No Firm Answers on Prenatal Antidepressant Use and Autism Risk

Fran Lowry

June 15, 2018

MIAMI — A new meta-analysis of studies that examined prenatal antidepressant (AD) exposure as a risk factor for autism spectrum disorder (ASD) shows there is wide variation in the definition and selection of comparison groups and that this leads to discordant conclusions with respect to risk.

Dr Monica Vega

"Studies that compared populations suggest antidepressant exposure increases autism risk, but psychiatric and family-based comparisons do not support this conclusion," Monica L. Vega, MD, from Jackson Hospital, Miami University School of Medicine, Florida, told Medscape Medical News.

The results were presented here at the American Society of Clinical Psychopharmacology (ASCP) 2018 annual meeting.

Wide Variation

In 2014, the Agency for Healthcare Research and Quality of the US Department of Health and Human Services issued a position statement that said studies of prenatal antidepressant safety were inadequate to allow well-informed decisions because comparison groups did not consist exclusively of women with depression.

"Existing meta-analyses, concluding that prenatal AD exposure is associated with autism, did not evaluate the impact of comparison group designation. We wanted to address this gap in the literature in the current meta-analysis," Vega said.

Vega and her group searched seven databases and found 14 studies, including observational studies, that reported odds ratios (ORs) or hazard ratios (HRs) for ASD following antidepressant exposure.

Several of the studies used more than one approach. Thirteen studies reported results using a population-based comparison group; five studies used both population-based comparison groups and psychiatric comparison groups; and four used population-based comparison groups and discordant sibling comparison groups.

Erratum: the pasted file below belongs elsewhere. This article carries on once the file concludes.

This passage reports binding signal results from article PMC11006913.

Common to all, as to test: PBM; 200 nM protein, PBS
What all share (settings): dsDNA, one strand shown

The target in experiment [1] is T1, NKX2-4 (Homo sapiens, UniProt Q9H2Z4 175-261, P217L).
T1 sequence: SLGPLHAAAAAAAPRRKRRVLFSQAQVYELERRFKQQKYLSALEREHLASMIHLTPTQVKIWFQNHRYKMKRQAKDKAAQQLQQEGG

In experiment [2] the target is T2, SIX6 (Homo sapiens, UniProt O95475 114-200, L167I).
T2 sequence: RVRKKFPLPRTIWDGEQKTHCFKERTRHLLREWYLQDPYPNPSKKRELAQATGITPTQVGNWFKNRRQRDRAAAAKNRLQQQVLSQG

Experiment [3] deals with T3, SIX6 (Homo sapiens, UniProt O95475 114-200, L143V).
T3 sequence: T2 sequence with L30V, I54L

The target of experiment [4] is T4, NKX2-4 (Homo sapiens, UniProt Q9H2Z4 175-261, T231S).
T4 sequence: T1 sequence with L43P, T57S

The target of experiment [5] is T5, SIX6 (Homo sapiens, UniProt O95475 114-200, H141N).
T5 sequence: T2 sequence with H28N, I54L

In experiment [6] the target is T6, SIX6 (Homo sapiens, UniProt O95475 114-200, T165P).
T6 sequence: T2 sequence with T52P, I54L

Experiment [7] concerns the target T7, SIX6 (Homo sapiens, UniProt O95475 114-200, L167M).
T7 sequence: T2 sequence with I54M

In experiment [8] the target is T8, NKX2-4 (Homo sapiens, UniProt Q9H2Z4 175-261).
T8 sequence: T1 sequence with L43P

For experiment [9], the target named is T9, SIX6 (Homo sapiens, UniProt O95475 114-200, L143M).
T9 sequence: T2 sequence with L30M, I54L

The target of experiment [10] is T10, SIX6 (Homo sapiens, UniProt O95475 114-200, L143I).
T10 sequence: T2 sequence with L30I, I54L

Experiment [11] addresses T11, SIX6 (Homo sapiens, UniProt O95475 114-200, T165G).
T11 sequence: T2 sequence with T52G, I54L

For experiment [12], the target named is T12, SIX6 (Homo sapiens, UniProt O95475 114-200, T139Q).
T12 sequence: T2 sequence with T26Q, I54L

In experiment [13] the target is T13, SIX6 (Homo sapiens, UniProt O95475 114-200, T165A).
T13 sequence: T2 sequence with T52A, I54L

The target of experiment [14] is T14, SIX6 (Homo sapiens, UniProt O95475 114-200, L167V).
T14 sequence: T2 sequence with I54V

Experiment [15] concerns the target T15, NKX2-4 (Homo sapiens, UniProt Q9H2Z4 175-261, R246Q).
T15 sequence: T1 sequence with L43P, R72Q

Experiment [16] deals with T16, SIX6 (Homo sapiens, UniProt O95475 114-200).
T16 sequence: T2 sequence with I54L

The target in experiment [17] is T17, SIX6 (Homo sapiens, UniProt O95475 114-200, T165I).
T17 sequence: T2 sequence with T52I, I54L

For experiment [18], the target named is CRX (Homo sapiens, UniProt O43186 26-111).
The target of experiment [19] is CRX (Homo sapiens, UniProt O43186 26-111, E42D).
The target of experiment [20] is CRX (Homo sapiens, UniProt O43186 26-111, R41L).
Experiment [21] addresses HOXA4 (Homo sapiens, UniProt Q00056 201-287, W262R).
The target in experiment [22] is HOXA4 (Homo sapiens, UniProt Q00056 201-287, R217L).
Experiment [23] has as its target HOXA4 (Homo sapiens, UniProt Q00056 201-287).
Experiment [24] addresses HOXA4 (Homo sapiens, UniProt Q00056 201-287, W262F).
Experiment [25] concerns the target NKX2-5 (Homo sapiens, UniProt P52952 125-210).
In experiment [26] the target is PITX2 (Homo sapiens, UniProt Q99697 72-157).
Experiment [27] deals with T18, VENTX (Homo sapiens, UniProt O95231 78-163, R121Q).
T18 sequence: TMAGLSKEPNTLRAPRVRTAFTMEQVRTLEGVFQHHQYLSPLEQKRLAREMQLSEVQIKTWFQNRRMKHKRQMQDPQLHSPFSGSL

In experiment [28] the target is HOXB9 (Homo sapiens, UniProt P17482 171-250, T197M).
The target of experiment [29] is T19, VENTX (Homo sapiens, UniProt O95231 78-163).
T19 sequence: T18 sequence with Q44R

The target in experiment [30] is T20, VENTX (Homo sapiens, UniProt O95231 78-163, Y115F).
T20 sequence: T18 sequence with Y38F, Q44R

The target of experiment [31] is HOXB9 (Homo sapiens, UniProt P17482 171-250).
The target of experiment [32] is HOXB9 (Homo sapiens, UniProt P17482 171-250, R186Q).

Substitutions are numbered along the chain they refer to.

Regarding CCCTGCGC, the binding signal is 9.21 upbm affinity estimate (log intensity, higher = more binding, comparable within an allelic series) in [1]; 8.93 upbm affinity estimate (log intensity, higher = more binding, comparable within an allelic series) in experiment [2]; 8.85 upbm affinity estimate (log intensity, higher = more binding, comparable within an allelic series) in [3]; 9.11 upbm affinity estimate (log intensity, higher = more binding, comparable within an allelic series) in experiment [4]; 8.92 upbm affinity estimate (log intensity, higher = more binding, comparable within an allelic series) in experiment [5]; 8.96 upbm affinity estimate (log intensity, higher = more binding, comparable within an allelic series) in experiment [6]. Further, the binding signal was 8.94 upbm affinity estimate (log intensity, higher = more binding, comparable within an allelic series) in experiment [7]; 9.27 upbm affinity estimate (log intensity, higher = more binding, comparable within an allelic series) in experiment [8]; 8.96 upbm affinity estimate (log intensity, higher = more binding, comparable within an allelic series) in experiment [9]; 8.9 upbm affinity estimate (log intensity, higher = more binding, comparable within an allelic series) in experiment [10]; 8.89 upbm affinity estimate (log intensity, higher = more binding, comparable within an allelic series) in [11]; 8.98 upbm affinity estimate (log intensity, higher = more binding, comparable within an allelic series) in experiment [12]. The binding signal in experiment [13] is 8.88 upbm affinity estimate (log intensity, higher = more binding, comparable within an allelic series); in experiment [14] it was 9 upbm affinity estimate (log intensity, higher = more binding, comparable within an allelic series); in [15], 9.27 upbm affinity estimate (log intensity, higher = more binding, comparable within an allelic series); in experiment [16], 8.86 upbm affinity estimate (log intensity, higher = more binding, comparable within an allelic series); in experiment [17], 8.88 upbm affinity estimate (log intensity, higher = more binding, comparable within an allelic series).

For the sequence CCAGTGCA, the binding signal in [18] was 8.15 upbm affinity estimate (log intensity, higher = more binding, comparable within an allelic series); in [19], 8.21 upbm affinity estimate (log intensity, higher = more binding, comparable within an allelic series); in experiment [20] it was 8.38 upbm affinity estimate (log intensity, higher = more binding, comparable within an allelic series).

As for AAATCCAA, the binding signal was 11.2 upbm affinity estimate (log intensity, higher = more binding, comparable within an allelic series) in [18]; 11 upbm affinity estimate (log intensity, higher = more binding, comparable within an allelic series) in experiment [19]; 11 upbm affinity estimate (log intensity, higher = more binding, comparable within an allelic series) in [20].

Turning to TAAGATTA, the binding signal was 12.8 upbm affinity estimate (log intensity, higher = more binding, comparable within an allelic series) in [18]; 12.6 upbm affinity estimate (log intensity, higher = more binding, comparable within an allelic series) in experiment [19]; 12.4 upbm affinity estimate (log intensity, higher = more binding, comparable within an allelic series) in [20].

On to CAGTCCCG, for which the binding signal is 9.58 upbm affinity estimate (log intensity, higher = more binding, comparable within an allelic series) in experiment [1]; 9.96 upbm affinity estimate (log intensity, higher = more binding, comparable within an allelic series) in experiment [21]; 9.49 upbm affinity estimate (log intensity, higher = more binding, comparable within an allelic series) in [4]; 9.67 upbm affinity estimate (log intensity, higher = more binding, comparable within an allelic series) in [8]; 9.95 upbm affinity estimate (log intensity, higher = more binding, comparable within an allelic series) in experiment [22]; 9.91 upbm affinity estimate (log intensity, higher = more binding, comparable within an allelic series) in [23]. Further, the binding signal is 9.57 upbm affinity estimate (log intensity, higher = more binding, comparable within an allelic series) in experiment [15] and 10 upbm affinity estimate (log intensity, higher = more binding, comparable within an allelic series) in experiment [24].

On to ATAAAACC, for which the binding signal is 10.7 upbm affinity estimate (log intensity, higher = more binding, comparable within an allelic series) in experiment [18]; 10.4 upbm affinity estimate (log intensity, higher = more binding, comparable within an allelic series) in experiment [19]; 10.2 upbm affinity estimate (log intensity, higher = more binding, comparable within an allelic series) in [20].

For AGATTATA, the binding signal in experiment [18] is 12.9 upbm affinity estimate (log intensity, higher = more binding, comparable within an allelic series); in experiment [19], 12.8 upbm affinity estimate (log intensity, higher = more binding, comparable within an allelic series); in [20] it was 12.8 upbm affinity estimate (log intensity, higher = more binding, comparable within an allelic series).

The studies that used a population-based approach showed significant estimates of autism for exposure to any antidepressant, with an HR of 1.42 (95% confidence interval [CI], 1.22-1.65) and an OR of 1.43 (95% CI, 1.21-1.68).

These population-based comparison group studies also yielded significant estimates of ASD for exposure to selective serotonin reuptake inhibitors (SSRIs), with an HR of 1.53 (95% CI, 1.37 - 1.72) and an OR of 1.55 (95% CI, 1.36 - 1.75).

On the other hand, the studies that also used psychiatric comparison groups showed no significant associations of antidepressants and autism (HR = 1.16; 95% CI, 0.79 - 1.72; OR = 1.12; 95% CI, 0.84 - 1.48) or for SSRIs and autism (HR = 1.25, 95% CI, 0.79 - 1.79; OR = 0.99, 95% CI, 0.65-1.52).

In addition, studies that used discordant sibling comparison groups actually showed a protective effect of SSRIs against autism (OR = 0.79; 95% CI, 0.69 - 0.97).

Other estimates using the sibling comparison group for antidepressants or SSRIs were insignificant. The HR for antidepressants was 0.95 (95% CI, 0.69 - 1.31), and the OR was 0.87 (95% CI, 0.58 - 1.30). For SSRIs, the HR was 0.82 (95% CI, 0.60 - 1.12).

Better-Designed Studies Needed

Taken altogether, a final composite analysis showed no significant effect of exposure to antidepressants (HR = 0.97; OR = 1.16) or to SSRIs (HR = 0.99; OR = 1.18).

"It's kind of crazy, with some studies, the population-based studies, showing a risk and the others showing no risk or even a protective effect," Vega said.

Dr Marlene Freeman

"Future studies need to have a better design to address this concern. When we are finding such discording results, it tells us that we need to do a better job in the way we conduct future studies," she said.

"These findings underscore that the potential risks of fetal exposure to a medication must be considered in the context of other variables that affect obstetrical, neonatal, and neurodevelopment outcomes," Marlene P. Freeman, MD, Harvard Medical School, Boston, Massachusetts, told Medscape Medical News.

"Variables such as maternal illness during pregnancy, parental psychiatric illness during the early childhood years, and genetic factors can also drive adverse outcomes," Freeman, who was not part of the study, said.

"These must be disentangled to ascertain risk of medication exposure," she said.

Dr Vega and Dr Freeman report no relevant financial relationships.

American Society of Clinical Psychopharmacology (ASCP) 2018. Abstract W2, presented May 30, 2018.

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